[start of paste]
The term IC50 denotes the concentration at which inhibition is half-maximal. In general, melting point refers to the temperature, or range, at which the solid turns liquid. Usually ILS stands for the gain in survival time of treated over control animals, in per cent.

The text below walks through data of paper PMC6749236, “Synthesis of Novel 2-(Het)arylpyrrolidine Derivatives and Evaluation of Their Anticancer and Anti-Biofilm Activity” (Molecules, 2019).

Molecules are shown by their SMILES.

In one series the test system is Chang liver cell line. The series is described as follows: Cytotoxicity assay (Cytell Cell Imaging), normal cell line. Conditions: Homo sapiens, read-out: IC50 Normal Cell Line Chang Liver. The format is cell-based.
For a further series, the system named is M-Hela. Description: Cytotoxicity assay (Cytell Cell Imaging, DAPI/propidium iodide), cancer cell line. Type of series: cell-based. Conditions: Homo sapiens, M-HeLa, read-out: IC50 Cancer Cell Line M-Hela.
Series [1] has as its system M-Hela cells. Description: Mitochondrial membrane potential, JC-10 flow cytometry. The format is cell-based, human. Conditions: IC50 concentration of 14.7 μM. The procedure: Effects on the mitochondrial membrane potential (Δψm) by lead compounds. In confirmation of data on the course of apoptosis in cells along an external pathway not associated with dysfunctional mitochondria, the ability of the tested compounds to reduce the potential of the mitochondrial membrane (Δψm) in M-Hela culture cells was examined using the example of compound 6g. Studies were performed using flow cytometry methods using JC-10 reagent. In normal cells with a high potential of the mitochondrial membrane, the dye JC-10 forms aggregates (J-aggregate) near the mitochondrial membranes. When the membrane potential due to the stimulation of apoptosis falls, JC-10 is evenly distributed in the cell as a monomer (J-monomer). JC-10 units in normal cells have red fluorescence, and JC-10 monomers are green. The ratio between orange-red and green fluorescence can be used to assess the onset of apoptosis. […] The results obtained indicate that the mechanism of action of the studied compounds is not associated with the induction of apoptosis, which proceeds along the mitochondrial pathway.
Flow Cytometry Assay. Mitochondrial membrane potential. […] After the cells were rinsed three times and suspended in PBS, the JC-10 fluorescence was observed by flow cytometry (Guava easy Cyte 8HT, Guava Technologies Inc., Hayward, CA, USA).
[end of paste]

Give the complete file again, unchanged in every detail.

The term IC50 denotes the concentration at which inhibition is half-maximal. In general, melting point refers to the temperature, or range, at which the solid turns liquid. Usually ILS stands for the gain in survival time of treated over control animals, in per cent.

The text below walks through data of paper PMC6749236, “Synthesis of Novel 2-(Het)arylpyrrolidine Derivatives and Evaluation of Their Anticancer and Anti-Biofilm Activity” (Molecules, 2019).

Molecules are shown by their SMILES.

In one series the test system is Chang liver cell line. The series is described as follows: Cytotoxicity assay (Cytell Cell Imaging), normal cell line. Conditions: Homo sapiens, read-out: IC50 Normal Cell Line Chang Liver. The format is cell-based.
For a further series, the system named is M-Hela. Description: Cytotoxicity assay (Cytell Cell Imaging, DAPI/propidium iodide), cancer cell line. Type of series: cell-based. Conditions: Homo sapiens, M-HeLa, read-out: IC50 Cancer Cell Line M-Hela.
Series [1] has as its system M-Hela cells. Description: Mitochondrial membrane potential, JC-10 flow cytometry. The format is cell-based, human. Conditions: IC50 concentration of 14.7 μM. The procedure: Effects on the mitochondrial membrane potential (Δψm) by lead compounds. In confirmation of data on the course of apoptosis in cells along an external pathway not associated with dysfunctional mitochondria, the ability of the tested compounds to reduce the potential of the mitochondrial membrane (Δψm) in M-Hela culture cells was examined using the example of compound 6g. Studies were performed using flow cytometry methods using JC-10 reagent. In normal cells with a high potential of the mitochondrial membrane, the dye JC-10 forms aggregates (J-aggregate) near the mitochondrial membranes. When the membrane potential due to the stimulation of apoptosis falls, JC-10 is evenly distributed in the cell as a monomer (J-monomer). JC-10 units in normal cells have red fluorescence, and JC-10 monomers are green. The ratio between orange-red and green fluorescence can be used to assess the onset of apoptosis. […] The results obtained indicate that the mechanism of action of the studied compounds is not associated with the induction of apoptosis, which proceeds along the mitochondrial pathway.
Flow Cytometry Assay. Mitochondrial membrane potential. […] After the cells were rinsed three times and suspended in PBS, the JC-10 fluorescence was observed by flow cytometry (Guava easy Cyte 8HT, Guava Technologies Inc., Hayward, CA, USA).